By now, I’m sick of notifications and screens like the one below — it’s both patronising, depressing, unhelpful, and arty all at the same time. If you’re doing something, let the user know the progress, or notify them – just, do something, ok?
Only after restarting does it start to show me anything.
Office: This is a killer feature, according to some pundits. I loaded up Word and was instantly kicked to a desktop; it’s disorienting, and I was under the impression there was an Office version for Metro, but clearly this isn’t it. The bugs began as soon as I attempted to open a template and edit it, which you can see on the video below. This is technically only a preview release, but if this is a big selling point, perhaps it would have been better to have it fully working before the release of the tablet.
Other than a few initial bugs, Office apps seemed to work as expected. I’m not a heavy Office user though so I didn’t test extensively. If you’ve had a chance to play with Office 2013 and you really like it, then I expect you’ll easily forgive these early bugs and really like a Surface tablet.
The gesture system is functional after getting used to it, but it’s far from intuitive. If you’ve used the desktop version of Windows 8 — like I have been — you’ll be used to a few hot corners by now, such as the bottom left for a start menu, top left for task switching; these still work with the trackpad on the Surface. If you’re touching the screen, you might instinctively try to drag from a corner, into a corner, or just hover over a corner; this does nothing. Task switching by touch alone is done by pulling in from the left side to reveal the last used app, then pushing back again to morph it into the task list. It’s a silly gesture that I couldn’t find documented anywhere. I’m not an idiot, but this made absoutely zero sense and was just inconsistent with what you can do with a mouse or trackpad. I thoroughly recommend downloading our recently published cheat sheet to help you with this.
It may take you a while to figure out how to uninstall apps from your home screen too; you need to touch them, then pull a little down, but not so much as to actually move the tile, just enough so that a checkmark will appear. Again, this took me a good 30 minutes to try and figure out.
Though the touch display is responsive, I still find a week later that I’m getting unwanted touch events, or performing a gesture just a little further than I wanted to, resulting in the wrong action completely.
Microsoft claims 8 hours of video playback under optimal conditions; though in reality you probably won’t bother turning off Bluetooth and Wifi, so expect around 6 hours of heavy usage. Standby is good though, so light users should be alright with a charge once every few days. With a Magsafe-style charging adaptor, I found snapping the power cord on to recharge easy, unlike the fiddly mini-USB charger that my phone has. Par for the course with the battery, then.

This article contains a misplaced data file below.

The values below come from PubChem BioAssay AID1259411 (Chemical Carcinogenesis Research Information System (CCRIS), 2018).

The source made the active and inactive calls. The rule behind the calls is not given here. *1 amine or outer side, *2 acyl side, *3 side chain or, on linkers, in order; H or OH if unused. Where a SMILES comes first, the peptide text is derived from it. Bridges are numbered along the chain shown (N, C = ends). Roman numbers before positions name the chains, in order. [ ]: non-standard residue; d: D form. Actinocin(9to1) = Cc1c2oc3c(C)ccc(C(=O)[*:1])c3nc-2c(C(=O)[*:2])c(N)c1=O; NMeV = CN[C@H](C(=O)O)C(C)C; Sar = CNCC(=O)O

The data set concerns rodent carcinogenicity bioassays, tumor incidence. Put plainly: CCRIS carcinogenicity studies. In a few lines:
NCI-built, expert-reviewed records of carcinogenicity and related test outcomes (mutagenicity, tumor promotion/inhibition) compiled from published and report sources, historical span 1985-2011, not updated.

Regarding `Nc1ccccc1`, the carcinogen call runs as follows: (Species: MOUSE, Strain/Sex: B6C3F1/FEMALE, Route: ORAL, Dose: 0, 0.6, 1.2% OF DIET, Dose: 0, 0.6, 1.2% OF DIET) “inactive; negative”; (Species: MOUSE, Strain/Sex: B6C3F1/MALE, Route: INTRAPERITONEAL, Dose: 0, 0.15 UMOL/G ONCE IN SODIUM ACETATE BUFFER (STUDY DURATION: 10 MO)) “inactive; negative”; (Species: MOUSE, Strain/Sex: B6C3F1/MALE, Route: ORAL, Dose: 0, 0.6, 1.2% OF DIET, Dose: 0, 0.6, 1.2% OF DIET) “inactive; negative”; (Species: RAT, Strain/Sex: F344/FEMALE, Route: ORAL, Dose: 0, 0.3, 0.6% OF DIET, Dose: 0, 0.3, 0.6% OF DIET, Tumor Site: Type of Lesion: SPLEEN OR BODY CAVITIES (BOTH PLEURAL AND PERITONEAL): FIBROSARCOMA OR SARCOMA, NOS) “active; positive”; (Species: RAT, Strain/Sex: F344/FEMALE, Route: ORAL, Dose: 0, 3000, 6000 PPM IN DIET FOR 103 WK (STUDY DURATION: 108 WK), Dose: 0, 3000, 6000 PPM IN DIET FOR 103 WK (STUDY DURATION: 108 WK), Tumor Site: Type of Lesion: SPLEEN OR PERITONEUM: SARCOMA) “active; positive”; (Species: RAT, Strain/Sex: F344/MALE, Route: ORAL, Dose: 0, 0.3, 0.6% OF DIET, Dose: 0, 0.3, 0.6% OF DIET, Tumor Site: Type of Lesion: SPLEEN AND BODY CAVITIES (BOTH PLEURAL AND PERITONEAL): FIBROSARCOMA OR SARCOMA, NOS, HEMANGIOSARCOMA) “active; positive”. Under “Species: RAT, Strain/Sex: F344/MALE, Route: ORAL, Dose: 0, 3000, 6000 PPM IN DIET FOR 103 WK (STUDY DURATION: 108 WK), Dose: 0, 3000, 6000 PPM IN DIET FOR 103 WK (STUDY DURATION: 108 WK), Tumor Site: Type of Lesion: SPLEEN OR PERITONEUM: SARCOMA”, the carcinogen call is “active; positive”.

Should you buy the Microsoft Surface tablet?
I began my Windows 8 experience on a 24″ widescreen desktop, thinking that it had clearly been designed for a tablet. Having now played with the Surface, I’m not convinced it’s been designed for that either. Though the hardware is beautiful (and perhaps quirky in its choice of screen size and fixed kickstand) – the software is best described as pre-release alpha. When the Surface is supposed be a flagship device that shows off Windows 8 to its best, I’m simply disappointed.
I honestly can’t begin to list all the bugs I found while basic testing the Surface; very little worked correctly, or if it did, the experience was terribly designed and it must have felt like a bug. Blank screens with no feedback whatsoever, no guidance on progress or no indication that an error had even occurred – were common. It was a case of trial and error a lot of the time; frantic tapping on random things to see if it would fix it; restarting the device; switching back and forth through apps, and accidentally launching things I didn’t mean to. I do this kind of thing for a living; imagine how much frustration grandma would feel.
I admire what Microsoft is doing; truly I do. It’s a valiant stand, taking the stage next to Apple with a bold new direction, proclaiming, “We can do hardware, and the software, all in one single ecosystem, just like you can! We can sell apps, we can sell videos, and we can do music!” — it’s brave, but it just isn’t there yet. I’ve actually started to like — well perhaps, tolerate — Metro on my desktop computer. As a media center, it does work nicely, and when Plex, VLC or XBMC release a Metro app, it’ll be perfect. I’m also confident that the Surface Pro will address a lot of the issues found in this device.
Microsoft has proved to us that they can make an attractive piece of kit; but like most first generation products, this one is plagued by an untested interface, quirks, bugs and lack of compelling software. These are of course, all things that Microsoft can and will fix in time. For now though, this tablet isn’t ready to tackle the big boys — despite it’s big boy pricing.
Don’t buy it – not yet.